Should employers, agencies, or employees pay for recruitment checks?

Pre-employment background checks are becomingly increasingly compulsory and complex in many industries. Every UK employer needs to check at least that their candidates have the right to work in the UK. Some industries require more processes in line with current legislation.

It has been recently reported that two blue chip name airlines ask potential employees at the point of job offer to pay for their criminal record check to be conducted themselves.

This has caused controversy with a spokesman for a well-known trade union speaking out their opinion that employers should foot the bill for pre-employment checks. The argument posed centred around those who have been faced with unemployment for an extended period of time, for who this process would potentially present a financial bar to returning to work.

Another airline is currently happy to pay for staff security clearance, for which additional background checks are currently compulsory due to anti-terrorism legislation.

Some employers, it seems, adopt a hybrid approach, like an airport ground handling firm who reportedly initially ask potential employees to foot the bill, offering a refund if then successfully hired.

Whoever pays, the price of a manual process can be costly. Software which can manage the checking process can offer per unit price reductions based on total volume transactions over time. One such supplier is Safe Screening. To find out more, visit www.safescreening.co.uk or email info@safecomputing.co.uk.

Did you earn or buy that degree?

Did you earn or buy that degree?

An ever growing problem for those recruiting, is knowing if certificates candidates present, are real, or fake.

With the global recession it has been widely reported that the number of new job opportunities has declined, whilst the number of people looking for work seems ever increasing. The impact of this means there is currently more demand per role than ever before.

Pressure is therefore placed on candidates to stand out from the crowd, so even the most honest of applicants may decide to enhance their CV by supporting this criminal trend. Fraudulent ‘academic institutions’ have been known to sell degrees which are simply a certificate as a result of a financial transaction only and thus representative of no actual formal training process. As fraudulent as this appears, passing off a simply bought qualification as a tangible representation for an actually studied for one, it is hard for law enforcement officials to stop it. The company behind the certificates sold is not in itself, or it’s company name, pretending to be another institution, so there is no copyright infringement to that aspect of their ‘trade’. As an employer recruiting you may try calling up the ‘institution’ to find out if it exists, thinking that could verify the qualification. The ‘institution’ could well dutifully answer the phone to confirm it does indeed exist as an organisation. This too, is not illegal. This does not however guarantee at all that the candidate has studied for the qualification, it could still have come from a simple vendor only organisation and as such be as worthless as the paper it is printed on in terms of the skills set you, as a recruiter, seek to hire.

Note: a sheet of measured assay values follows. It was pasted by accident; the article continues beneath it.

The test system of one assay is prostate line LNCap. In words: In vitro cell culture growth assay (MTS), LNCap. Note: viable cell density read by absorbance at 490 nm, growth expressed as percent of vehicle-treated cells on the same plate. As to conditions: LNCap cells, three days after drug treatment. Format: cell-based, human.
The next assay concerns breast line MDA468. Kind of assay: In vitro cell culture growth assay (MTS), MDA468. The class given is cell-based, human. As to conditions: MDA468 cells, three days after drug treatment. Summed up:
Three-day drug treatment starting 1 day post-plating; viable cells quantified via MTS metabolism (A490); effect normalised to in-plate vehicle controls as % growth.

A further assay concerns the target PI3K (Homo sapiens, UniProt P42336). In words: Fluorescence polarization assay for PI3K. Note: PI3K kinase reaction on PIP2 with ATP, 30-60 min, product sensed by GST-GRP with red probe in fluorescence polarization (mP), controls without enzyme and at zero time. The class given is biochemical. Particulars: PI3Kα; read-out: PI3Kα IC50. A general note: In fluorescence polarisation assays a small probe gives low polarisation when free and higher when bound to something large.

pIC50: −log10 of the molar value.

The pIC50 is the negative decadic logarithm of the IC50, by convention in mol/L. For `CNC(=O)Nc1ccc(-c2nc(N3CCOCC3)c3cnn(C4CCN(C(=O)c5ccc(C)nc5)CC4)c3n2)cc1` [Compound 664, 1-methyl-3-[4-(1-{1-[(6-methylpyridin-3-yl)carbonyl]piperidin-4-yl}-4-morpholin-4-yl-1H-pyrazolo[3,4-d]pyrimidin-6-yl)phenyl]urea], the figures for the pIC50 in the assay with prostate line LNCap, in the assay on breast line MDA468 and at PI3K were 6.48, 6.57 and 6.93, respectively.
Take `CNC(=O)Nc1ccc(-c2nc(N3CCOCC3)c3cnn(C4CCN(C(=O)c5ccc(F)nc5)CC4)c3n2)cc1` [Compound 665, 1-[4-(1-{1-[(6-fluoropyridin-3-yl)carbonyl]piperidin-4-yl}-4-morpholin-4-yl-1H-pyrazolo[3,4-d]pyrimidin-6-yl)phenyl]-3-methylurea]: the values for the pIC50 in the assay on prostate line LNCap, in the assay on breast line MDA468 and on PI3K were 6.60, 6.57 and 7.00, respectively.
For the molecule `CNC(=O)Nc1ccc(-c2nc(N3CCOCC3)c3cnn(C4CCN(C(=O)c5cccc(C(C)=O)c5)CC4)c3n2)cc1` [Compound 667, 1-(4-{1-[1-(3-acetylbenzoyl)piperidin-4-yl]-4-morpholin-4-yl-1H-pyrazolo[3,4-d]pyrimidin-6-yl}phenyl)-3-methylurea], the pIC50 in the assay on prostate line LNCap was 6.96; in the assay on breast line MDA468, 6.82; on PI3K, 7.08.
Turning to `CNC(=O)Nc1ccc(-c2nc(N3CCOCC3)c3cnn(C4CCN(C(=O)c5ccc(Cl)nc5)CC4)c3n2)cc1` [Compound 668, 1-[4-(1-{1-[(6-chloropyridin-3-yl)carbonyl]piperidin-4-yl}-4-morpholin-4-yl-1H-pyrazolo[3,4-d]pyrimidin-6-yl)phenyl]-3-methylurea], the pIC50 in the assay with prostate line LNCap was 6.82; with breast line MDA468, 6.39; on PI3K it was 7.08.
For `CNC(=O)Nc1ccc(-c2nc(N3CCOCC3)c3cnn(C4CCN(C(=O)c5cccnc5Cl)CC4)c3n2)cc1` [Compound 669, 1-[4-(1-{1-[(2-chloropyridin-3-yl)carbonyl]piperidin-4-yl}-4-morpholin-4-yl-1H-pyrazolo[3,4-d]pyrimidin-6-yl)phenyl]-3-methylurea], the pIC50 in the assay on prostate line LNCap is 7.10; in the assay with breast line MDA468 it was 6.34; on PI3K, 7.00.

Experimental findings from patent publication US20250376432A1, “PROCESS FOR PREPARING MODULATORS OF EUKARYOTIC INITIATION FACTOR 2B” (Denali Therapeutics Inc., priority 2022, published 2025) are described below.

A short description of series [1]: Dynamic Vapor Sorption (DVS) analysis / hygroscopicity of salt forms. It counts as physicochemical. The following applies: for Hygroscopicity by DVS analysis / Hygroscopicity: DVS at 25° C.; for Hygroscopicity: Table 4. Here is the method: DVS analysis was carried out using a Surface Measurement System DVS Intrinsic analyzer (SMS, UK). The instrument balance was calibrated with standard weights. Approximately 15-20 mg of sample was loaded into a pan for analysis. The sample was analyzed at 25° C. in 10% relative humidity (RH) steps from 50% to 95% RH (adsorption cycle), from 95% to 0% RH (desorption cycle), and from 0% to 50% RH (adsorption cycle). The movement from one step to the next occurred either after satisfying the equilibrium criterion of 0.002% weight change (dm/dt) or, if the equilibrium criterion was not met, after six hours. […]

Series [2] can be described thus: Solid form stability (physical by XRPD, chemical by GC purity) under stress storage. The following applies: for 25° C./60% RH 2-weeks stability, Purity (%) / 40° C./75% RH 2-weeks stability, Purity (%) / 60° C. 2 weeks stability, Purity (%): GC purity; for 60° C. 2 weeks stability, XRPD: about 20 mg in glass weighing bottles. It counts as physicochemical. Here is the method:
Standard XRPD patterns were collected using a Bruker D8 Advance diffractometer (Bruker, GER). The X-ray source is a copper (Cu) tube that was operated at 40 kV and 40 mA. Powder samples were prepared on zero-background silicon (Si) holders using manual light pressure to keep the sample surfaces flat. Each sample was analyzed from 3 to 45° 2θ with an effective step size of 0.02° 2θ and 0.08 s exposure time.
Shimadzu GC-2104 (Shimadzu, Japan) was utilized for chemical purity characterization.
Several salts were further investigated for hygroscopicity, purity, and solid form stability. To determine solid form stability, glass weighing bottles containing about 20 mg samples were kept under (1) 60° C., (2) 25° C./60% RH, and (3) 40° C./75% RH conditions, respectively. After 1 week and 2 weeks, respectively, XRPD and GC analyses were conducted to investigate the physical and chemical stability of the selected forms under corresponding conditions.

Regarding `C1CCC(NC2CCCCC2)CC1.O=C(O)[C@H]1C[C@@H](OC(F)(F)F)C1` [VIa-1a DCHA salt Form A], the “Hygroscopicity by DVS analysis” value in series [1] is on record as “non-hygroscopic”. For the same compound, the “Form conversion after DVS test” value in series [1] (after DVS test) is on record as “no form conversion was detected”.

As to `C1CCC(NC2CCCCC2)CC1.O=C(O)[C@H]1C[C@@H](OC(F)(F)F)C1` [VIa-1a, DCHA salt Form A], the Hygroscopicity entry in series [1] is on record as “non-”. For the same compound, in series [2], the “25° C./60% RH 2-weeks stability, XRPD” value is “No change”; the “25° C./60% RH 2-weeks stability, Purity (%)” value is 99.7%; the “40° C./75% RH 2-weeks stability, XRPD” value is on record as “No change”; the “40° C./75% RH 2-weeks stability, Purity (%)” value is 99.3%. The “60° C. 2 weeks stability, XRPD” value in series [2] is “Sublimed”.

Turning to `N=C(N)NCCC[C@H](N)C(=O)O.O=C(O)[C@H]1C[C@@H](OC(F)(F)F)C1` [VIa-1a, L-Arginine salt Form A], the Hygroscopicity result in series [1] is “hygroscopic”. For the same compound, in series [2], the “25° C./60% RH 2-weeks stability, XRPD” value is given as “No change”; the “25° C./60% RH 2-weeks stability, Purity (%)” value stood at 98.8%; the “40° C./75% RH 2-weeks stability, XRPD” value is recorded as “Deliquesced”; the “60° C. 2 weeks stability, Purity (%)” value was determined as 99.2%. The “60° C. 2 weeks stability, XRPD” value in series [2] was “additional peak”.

As an underground process, it is unregulated and fraught with the usual dangers of dealing with less than reprehensible traders. Some job seekers may pay and not even receive their fake certificate. Certain websites have even set up shopping comparison experience forums, calling themselves a sort of unofficial watchdog, to advise  potential shoppers who are the most and least trustworthy of the available certificate purveyors.

Clearly these organisations seek to mislead employers and with the rising competition for available positions business seems to be booming for them. However they are on the fringe of the law. What these organisations are doing is clearly wrong and is only vaguely legal as their activities don’t yet have enough legislation against their operation to effectively police it. Thus outlawing this activity is only a matter of time. With cross boarder communications via the internet too, this type of e-tailer is even harder for the authorities to stop.

The cost of the wrong hire isn’t just potentially a fine for an illegal worker, or the costs of advertising twice over to hire. It’s the human resources involved in interviewing and training. It could also be potentially the damage limitation involved in the wrong person coming into contact with personal information.

So as someone looking to hire, or place a candidate with a client, how can you safeguard against fake qualifications? The resultant fact for the organisation seeking to hire is it is very difficult to know which qualifications are real and which aren’t.  Post hire it could be several months before the candidate shows the tell-tale signs of knowledge gaps. One software solution can verify qualifications against leading UK academic institutions and automate academic referencing. To find out more about it, visit www.safescreening.co.uk.

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